Peña’s dancers are no more or less than what you might expect from flamenco.  It’s their combination, with Peña and his guitarists that makes the experience singular.  While the musicians play, the dancers are as much part of the music as they are reacting to it.  Clicking wooden soles on the floor, they are percussion as well as dancers.  All the while they exude that knowing flamenco attitude that says ‘I know every eye is on me—and it damn well should be.’  It might be because of this attitude that flamenco duets almost seem to be the opposite of a co-dependent relationship.  Each dancer seems to know they are too good for the other.  But they’re drawn together by some compelling primal magnetism despite themselves.

Carried up and down the necks of guitars, Peña’s show has a graceful, frenetic momentum.

Next in the line-up, Anton Du Beke and Erin Boag command the stage with an intertwined dynamism in their ballroom dance numbers.  At one point turning the walls of the Tower into romantic, starry skies, they transform the sensuality of Tango into grandiose spectacle, performing it to “O Fortuna”from Carmina Burana.  And of course Boag dances through tango, foxtrot, quickstep and waltz in stunning ball-gown elegance.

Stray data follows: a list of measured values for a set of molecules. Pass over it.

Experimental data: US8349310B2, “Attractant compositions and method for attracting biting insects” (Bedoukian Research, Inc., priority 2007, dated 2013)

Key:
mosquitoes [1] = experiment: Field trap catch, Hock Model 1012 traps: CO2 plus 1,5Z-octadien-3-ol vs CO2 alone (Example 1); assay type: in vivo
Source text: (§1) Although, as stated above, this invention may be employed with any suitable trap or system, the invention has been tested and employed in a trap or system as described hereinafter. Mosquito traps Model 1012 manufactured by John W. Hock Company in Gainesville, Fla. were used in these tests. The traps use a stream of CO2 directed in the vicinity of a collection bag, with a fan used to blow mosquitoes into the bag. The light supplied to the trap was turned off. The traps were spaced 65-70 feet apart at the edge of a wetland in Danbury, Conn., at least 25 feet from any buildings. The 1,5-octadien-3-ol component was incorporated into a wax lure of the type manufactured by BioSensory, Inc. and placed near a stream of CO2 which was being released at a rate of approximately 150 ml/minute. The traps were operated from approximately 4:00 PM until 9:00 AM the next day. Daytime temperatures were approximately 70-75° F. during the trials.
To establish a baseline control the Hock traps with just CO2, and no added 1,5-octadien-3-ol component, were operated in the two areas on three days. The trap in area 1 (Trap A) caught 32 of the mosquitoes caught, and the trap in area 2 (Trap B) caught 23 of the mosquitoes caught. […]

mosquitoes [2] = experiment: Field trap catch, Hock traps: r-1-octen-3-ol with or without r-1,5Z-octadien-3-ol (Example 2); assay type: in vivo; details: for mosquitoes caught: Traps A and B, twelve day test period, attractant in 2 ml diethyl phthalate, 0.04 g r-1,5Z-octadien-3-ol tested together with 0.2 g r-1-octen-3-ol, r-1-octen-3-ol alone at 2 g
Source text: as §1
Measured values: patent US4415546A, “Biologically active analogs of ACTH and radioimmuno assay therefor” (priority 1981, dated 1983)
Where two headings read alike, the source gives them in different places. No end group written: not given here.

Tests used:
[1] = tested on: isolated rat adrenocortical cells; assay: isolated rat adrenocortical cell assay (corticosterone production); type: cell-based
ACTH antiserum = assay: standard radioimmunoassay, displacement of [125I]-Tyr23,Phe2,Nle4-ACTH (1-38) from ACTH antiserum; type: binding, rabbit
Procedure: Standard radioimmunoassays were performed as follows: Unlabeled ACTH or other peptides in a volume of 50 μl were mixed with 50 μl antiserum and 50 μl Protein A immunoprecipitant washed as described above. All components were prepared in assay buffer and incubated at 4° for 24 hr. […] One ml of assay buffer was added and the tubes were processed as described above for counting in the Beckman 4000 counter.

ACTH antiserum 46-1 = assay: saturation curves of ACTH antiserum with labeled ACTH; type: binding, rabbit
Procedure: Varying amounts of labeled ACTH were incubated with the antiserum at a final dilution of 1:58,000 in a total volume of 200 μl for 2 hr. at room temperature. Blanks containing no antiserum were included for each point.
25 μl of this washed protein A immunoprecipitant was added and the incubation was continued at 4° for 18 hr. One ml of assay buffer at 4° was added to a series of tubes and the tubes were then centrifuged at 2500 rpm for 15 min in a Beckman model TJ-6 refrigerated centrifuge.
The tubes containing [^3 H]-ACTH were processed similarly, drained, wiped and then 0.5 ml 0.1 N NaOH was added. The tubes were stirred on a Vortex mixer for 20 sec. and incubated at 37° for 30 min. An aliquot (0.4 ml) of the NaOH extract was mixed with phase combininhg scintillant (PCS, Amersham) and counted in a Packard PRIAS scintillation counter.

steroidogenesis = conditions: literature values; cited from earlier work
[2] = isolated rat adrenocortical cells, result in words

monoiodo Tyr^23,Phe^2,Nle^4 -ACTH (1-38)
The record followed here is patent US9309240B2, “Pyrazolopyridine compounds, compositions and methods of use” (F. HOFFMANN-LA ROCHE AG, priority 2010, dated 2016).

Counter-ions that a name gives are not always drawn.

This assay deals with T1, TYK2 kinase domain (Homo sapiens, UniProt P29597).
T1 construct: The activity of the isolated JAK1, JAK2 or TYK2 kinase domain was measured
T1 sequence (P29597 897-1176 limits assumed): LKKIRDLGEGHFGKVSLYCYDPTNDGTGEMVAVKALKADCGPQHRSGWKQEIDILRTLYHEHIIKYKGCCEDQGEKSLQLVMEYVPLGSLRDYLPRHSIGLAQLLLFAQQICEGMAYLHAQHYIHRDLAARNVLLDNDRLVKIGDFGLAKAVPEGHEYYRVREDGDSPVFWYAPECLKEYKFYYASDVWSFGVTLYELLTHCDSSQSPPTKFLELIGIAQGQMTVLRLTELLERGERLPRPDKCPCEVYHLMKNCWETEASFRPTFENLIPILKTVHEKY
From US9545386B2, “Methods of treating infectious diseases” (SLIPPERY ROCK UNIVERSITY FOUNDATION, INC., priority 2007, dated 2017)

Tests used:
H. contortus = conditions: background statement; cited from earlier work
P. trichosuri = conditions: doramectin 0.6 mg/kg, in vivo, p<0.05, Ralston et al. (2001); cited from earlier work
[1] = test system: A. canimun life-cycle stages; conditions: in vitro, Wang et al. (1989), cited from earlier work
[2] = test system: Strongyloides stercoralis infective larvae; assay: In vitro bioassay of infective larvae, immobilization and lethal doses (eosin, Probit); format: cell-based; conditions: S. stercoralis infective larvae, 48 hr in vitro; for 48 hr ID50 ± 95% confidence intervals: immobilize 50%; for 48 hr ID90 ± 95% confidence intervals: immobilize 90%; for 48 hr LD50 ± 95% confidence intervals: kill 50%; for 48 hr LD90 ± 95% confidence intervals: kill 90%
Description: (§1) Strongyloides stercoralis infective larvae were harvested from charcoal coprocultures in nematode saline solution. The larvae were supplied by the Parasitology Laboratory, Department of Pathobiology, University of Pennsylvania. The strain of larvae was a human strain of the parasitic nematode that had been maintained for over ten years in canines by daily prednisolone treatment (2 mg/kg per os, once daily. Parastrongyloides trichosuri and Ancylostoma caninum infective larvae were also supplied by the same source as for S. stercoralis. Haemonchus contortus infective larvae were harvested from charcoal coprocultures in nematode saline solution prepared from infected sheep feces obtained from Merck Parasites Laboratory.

Ballerina Tamara Rojo’s virtuosic steel-pin discipline reminds you of what great ballet aspires to be.  Together with Bennet Gartside, her first duet, Consolation, gives living, breathing form to the insistent tenderness of Liszt’s “Consolation No. 3.”  In both this and her later duet with Romel Frometa, Rojo’s form is unfailingly exquisite.  Relentlessly maintaining straight lines, at one point she stands on one toe and freezes for an excruciating amount of time, her other leg suspended behind her.  Not a shake, not a wobble, not a break in her line.  And not a breath from the audience until she finally released.  Even if you see vast amount of world-class ballet, it’s safe to say you may never see a dancer with more control or more accomplished technique.